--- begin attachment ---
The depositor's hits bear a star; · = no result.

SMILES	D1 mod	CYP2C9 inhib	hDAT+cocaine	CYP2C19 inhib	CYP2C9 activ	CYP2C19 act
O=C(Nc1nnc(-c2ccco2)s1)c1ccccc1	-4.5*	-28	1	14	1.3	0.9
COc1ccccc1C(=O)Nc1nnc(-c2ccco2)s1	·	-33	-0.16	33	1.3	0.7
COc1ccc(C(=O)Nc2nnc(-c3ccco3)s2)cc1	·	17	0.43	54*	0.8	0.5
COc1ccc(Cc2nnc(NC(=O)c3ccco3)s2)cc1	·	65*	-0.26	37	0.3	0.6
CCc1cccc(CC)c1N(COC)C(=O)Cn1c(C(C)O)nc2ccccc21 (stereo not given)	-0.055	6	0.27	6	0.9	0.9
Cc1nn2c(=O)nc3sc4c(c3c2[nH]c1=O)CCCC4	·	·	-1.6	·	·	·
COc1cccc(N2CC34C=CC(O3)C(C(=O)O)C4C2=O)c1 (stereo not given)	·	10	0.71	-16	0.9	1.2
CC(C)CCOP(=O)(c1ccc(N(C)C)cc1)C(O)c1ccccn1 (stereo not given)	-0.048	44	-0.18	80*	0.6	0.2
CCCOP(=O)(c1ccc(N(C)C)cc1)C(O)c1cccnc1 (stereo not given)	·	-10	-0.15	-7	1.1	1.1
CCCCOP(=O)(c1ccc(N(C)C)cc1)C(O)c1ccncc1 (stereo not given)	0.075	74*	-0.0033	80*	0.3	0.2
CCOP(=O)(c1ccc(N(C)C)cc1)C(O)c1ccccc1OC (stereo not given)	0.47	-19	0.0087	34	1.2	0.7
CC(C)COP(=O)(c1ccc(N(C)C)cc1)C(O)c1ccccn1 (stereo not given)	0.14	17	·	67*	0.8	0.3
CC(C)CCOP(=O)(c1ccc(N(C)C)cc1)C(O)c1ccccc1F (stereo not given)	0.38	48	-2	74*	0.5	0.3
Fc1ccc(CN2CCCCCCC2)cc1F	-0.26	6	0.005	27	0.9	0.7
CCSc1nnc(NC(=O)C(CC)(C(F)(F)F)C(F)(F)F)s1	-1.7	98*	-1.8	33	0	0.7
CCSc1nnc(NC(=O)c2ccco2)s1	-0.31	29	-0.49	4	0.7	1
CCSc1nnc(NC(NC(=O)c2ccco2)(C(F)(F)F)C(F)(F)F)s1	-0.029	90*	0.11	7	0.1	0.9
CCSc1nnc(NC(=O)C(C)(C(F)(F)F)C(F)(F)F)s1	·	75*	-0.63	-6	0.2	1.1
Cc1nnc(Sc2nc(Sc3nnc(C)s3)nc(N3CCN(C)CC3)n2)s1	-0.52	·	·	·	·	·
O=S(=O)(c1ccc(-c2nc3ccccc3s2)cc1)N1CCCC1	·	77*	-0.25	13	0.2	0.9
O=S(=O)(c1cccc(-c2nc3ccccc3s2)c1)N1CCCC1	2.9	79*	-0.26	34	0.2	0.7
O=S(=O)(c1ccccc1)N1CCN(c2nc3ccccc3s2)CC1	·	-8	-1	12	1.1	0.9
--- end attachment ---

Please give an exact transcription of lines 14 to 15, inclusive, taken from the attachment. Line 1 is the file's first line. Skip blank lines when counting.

CC(C)COP(=O)(c1ccc(N(C)C)cc1)C(O)c1ccccn1 (stereo not given)	0.14	17	·	67*	0.8	0.3
CC(C)CCOP(=O)(c1ccc(N(C)C)cc1)C(O)c1ccccc1F (stereo not given)	0.38	48	-2	74*	0.5	0.3